To reduce energy consumption and improve the performance of its beer cooling process, the Stroh Brewery Co. analyzed the glycol circulation system used for batch cooling of beer products at its Heileman Div. brewing facility in La Crosse, Wis. By simply reducing the diameter of the pump impeller and fully opening the discharge gate valve, cooling circulation system energy use was reduced by 50 percent, resulting in savings of $19,000 in the first year. With a cost of $1,500, this project realized a simple payback in about one month.
Project OverviewTo optimize performance of the plant's glycol cooling system, facility management at the La Crosse brewery hired a consulting engineering firm to perform a feasibility analysis and make performance optimization recommendations. This decision followed a p reliminary screening by the Energy Center of Wisconsin in Madison, Wis. The project called for the consultant to document the systems, analyze and evaluate the energy-saving opportunities, implement cost-effective projects, and conduct followup measureme n ts to confirm savings.
Brewing at the La Crosse facility is conducted on a weekly cycle beginning Sunday night, though not all tanks are cycled each week. After brewing is completed, the beer is cooled in a heat exchanger to 54oF (12 oC) and moved to storage tanks. The beer is further cooled in the storage tanks by a glycol cooling system. A solution of water and 36 percent propylene glycol is pumped through a 400-ton chiller that uses ammonia from the central refrigeration pl an t to cool the solution to 22 to 24oF (-5 to -4oC). The glycol solution then is channeled through an intricate piping and pumping system to cool the beer storage tanks. This pumping system was the focus of the energy-saving efforts.
The original glycol pumping system consisted of three parallel pumps, directly coupled to three 150 hp electric motors. Originally, each pump had a 17" impeller dia. Prior to this project, one impeller was trimmed to 14.75" dia. and its motor was r eplace d with a 75 hp unit. The 75 hp motor, however, could not handle the pumping load under all conditions; therefore, it was no longer in use. To compensate, one of the 150 hp pumps operated continuously. To prevent the motor from exceeding its rated a mps, the gate valve on the discharge was closed substantially.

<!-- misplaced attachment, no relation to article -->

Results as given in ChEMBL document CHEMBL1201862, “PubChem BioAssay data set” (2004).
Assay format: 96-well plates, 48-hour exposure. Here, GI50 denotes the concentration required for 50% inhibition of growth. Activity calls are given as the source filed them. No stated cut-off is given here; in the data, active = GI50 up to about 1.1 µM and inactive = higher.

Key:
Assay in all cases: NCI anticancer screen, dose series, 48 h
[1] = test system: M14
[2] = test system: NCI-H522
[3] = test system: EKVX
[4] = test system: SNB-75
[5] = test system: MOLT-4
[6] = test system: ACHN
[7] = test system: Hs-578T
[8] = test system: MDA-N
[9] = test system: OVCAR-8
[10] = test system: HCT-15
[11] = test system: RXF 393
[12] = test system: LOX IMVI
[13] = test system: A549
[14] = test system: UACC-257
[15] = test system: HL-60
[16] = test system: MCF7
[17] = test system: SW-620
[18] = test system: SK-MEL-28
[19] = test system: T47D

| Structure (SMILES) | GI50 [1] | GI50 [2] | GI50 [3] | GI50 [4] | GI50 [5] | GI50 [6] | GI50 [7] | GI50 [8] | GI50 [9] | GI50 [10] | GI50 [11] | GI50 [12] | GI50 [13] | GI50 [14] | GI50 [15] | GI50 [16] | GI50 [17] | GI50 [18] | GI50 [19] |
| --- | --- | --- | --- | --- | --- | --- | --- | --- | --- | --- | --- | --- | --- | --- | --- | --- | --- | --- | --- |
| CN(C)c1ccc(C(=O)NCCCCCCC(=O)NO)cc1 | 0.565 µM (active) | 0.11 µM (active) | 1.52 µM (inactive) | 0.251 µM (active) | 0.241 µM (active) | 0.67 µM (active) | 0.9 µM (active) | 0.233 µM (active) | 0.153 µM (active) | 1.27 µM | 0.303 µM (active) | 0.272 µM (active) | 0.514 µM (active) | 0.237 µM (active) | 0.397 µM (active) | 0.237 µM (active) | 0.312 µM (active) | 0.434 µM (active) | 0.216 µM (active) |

Systems ApproachTo improve the energy efficiency and performance of its beer cooling system in an environmentally conscious manner, the Stroh Brewery project team developed a feasibility study based on the systems approach. The project consisted of the following eight st eps:
- Review system documentation, field verification and discussion of systems operation with brewery staff.
- Prepare a system detailed description.
- Prepare a measurement plan, identifying measurements (flow, temperature, press u re, kW, etc.) to be taken and under what conditions.
- Measure system operation according to the measurement plan.
- Evaluate current system performance by comparing measured data to design information (e.g., pump curves).
- Identify t ec hnical options to increase system efficiency and, if possible, ability to meet production needs.
- Analyze each technical option to establish feasibility, estimate cost and energy savings, and determine cost effectiveness.
- Prepare a repor t summarizing the results of the analysis.
Project ImplementationFollowing a thorough examination of the facility's glycol cooling system, three optimization measures were evaluated and considered for implementation:
- Trimming the pump impeller.
- Installing a new pump that matched the existing system.
- Installing a new pump with a variable speed drive.
Based on measured data and calculations, the team concluded that the first measure presented the greatest return for the least cost.
The project team used a seven-step procedure to trim the impeller. The steps, which took 15 hours to accomplish, were:
- Isolate pump and drain down casing.
- Remove top half casing.
- Remove rotor.
- Set up and trim impeller on shaft.
- Deburr and grind trailing edge of vanes.
- Balance rotor.
- Reassemble pump.
By trimming the impeller to 11.75", the discharge valve could be completely opened, and a normal constant flow rate, either equal to or greater than the flow rate achieved with a 150 hp motor and 17" dia. impeller, could be maintained.
ResultsField measurements conducted by brewery personnel after the impeller was trimmed to 11.75" dia. confirmed the success of the adjustment. Not only did the new system's flow rate increase by 15 percent, from 1,200 gal/min to 1,380 gal/min, but the smaller motor reduced electricity demand by more than 50 percent (from 112 kW to 54 kW). Extrapolating these results shows that the system's annual electricity consumption will fall from 981,000 kW-hr to an estimated 473,000 kW-hr.
Additional benefits realized by Stroh Brewery included: greater available cooling for peak load periods, extended equipment life and decreased maintenance for pumps and valves.
This Motor Challenge Showcase Project resulted in annual savings of $19,000, providing payback in one month. The Motor Challenge is a public-private initiative sponsored by the U.S. Department of Energy, Washington.
For more information, call (800) 862-2086 or visit www.eere.energy.gov/industry/.